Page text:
New head athletic trainer P.J. Mainville will be busy. So far, pitchers Scott Baker, Arodys Vizcaino and Chang-Yong Lim are coming back from Tommy John surgery. Hector Rondon, acquired in the Rule 5 Draft, had elbow surgery in August 2010 and a second procedure in December 2011 to repair an elbow fracture.
"You don't set out looking for Tommy John guys," Theo Epstein said when Baker signed a one-year, $5.5 million deal. "The reality is it's not exactly a buyer's market for pitching so you have to take your risks. Do you want to take a risk on a guy with bad makeup? Do you want to take a risk on a guy with bad command? Or, do you want to take the risk on a guy you really believe in who is coming off Tommy John surgery and has appropriate value points? I think we're very comfortable placing our bet on Scott Baker."
Is it a risk? Yes, but one the Cubs feel is worth taking. If Baker or Vizcaino were coming off shoulder surgeries, it would be a bigger gamble.
"If you have to sign a pitcher who is coming off surgery, Tommy John is the one you want him to come off," Epstein said, "because it's a very predictable rehab with a very strong success rate -- upwards of 95 percent."
I'm trying to understand the signing of Chang-Yong Lim. He sounds talented but he is 36 years old and unavailable until 2014. Why would the Cubs spend $5 million under these circumstances? -- Billy E.
Lim didn't sign a $5 million deal. His contract, which was finalized Monday, includes a $100,000 signing bonus, and he will get monthly Minor League salaries for up to the next two seasons, unless his contract is purchased. Look at recent signings, and he's a bargain. Setup pitcher Mike Adams, 34, has reportedly agreed to a two-year, $12 million contract. This also is an investment for the future. The right-hander has pitched the last five seasons for the Yakult Swallows in Japan and was released after needing a second Tommy John surgery in July to repair a torn ligament in his elbow. Despite that, he said he received offers from teams in Japan and the U.S., including the Cubs, Red Sox and Rangers. A power pitcher with a sidearm delivery, "Mister Zero" was a closer in the Korea Baseball Organization for four years.
"The Cubs expect to see me back on the field in 2014, rather than next year," Lim told reporters at Incheon International Airport last week. "Once the deal is signed, I will move to Arizona where the Cubs operate a rehab center. My goal is to continue to rehab and get back on the mound by mid to late season next year."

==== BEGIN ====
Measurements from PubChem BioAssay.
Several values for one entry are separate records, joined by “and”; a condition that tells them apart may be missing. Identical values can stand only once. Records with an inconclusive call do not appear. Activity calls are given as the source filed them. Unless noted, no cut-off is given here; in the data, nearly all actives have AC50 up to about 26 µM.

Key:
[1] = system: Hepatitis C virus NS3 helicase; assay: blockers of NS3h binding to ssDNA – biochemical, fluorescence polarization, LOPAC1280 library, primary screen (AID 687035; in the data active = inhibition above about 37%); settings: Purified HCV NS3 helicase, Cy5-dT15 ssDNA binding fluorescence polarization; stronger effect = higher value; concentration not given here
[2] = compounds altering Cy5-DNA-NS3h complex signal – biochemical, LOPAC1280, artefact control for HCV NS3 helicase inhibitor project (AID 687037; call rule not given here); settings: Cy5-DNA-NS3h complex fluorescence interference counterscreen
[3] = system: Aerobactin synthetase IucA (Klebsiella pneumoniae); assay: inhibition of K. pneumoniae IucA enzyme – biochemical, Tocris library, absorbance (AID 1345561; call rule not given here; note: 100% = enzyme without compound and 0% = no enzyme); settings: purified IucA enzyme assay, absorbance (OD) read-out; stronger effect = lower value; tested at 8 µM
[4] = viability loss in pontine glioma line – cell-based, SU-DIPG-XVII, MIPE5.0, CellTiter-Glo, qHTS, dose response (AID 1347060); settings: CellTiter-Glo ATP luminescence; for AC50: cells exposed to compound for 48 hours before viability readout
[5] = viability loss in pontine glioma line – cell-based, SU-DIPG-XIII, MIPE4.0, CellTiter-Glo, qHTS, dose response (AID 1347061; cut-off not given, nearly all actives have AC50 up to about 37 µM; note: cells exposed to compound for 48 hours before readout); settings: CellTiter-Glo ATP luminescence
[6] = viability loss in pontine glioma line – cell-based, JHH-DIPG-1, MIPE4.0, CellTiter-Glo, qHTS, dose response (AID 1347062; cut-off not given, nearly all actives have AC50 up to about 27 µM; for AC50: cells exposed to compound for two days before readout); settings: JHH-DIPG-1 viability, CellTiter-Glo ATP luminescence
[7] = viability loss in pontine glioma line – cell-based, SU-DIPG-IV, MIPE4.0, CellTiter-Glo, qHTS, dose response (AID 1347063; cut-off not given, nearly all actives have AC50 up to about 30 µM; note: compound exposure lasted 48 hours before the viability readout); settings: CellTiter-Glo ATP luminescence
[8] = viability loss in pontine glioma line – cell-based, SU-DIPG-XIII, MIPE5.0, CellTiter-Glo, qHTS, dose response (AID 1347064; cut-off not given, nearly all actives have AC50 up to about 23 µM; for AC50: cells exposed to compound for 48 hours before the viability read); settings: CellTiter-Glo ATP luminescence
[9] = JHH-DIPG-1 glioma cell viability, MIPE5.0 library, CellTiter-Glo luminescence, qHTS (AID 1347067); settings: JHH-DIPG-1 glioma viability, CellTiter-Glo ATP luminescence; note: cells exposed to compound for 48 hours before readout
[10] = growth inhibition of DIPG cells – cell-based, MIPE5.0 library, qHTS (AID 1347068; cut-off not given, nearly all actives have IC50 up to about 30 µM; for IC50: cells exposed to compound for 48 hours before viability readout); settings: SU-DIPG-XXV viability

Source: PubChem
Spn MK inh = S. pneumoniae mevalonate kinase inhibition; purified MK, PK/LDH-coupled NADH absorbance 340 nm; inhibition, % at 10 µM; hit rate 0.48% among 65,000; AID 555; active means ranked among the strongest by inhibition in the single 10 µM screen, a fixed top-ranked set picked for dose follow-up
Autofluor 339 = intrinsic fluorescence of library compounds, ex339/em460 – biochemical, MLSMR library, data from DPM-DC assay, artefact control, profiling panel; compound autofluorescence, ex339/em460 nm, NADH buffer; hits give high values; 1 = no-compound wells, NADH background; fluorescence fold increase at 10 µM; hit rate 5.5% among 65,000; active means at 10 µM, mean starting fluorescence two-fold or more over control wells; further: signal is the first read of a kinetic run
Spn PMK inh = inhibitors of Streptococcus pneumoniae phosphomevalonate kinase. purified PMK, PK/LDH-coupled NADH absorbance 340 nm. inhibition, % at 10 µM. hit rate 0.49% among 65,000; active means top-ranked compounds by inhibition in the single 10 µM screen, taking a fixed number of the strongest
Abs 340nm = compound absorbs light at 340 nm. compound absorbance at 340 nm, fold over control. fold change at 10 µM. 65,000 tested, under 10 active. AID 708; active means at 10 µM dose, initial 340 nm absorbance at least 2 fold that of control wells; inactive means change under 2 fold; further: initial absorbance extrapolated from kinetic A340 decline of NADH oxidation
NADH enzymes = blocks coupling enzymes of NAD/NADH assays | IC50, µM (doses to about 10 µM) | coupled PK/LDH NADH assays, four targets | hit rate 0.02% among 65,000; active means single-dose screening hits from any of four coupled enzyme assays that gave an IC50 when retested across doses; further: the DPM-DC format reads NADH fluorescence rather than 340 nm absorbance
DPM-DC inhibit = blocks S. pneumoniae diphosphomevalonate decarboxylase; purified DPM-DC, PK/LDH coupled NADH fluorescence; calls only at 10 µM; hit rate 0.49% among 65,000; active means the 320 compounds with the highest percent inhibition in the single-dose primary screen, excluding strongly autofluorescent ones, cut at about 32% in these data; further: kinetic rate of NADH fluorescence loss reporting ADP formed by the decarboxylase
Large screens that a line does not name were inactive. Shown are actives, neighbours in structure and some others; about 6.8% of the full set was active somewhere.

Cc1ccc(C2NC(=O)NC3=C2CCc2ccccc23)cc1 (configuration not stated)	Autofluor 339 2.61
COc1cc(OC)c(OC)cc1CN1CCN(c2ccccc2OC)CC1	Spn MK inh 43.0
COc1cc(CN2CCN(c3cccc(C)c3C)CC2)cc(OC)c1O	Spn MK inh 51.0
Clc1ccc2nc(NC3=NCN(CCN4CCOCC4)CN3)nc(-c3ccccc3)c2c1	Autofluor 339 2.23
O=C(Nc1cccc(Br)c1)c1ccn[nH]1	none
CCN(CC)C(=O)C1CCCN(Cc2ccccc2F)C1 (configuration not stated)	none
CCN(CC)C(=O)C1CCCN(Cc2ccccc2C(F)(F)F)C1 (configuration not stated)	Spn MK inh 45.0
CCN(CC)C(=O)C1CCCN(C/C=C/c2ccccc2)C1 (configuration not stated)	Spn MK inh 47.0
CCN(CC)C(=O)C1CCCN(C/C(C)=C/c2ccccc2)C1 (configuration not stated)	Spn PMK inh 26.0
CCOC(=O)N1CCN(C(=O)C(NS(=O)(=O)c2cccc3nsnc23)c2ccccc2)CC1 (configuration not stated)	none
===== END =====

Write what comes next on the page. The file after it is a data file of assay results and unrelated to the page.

Should there be any concern that all five of the Cubs starters are right-handed pitchers? Or that we have only one proven left-handed reliever (James Russell) in the bullpen? -- Grant B., Naperville, Ill.
Lefty Travis Wood is projected as a starter in 2013. In a perfect world, teams would love to have a mix, and hopefully, lefties Chris Rusin and Brooks Raley can become options down the road. Is it a concern? No. A bigger concern is cutting down on walks issued.
My problem with the exaggerated defensive shift and Dale Sveum's 90 percent guideline is that good hitters can make adjustments to take advantage of big holes in the infield. Do the Cubs have access to hitting stats and spray charts for when opposing hitters hit against the shift versus against a traditional arrangement? Shouldn't that be the key stat to work from? -- Ben Z., Chicago
The Cubs have access to so many statistical breakdowns on players' hitting tendencies that first-base coach Dave McKay could tell you where certain players hit on Tuesdays nights in May against left-handers after they've eaten at Chicago steakhouses. They do have hitting stats, spray charts and video clips that address shifts, and they apply them. If you watched how well second baseman Darwin Barney was positioned in 2012, I think you'd agree the Cubs coaches know which stats are key.
With the Cubs signing Nate Schierholtz, I'd imagine this would leave little playing time for Tony Campana unless Alfonso Soriano is traded. After leading the Majors in stolen bases for a while last season, you'd think they'd try to find a full-time position for Campana. -- Todd, Johnsburg, Ill.
As of Monday, the Cubs had not officially signed Schierholtz -- they reportedly have an agreement in place. That said, if added, he is considered more of an extra outfielder. The Cubs are still in the market for another outfielder. I understand why fans want to see the speedy Campana play more, but unless he can show that he can get on base more, his role is pinch-runner/extra outfielder, not full-time player. Campana has finished his winter-league assignment in Venezuela and finished with eight stolen bases, a .231 batting average and a .322 on-base percentage.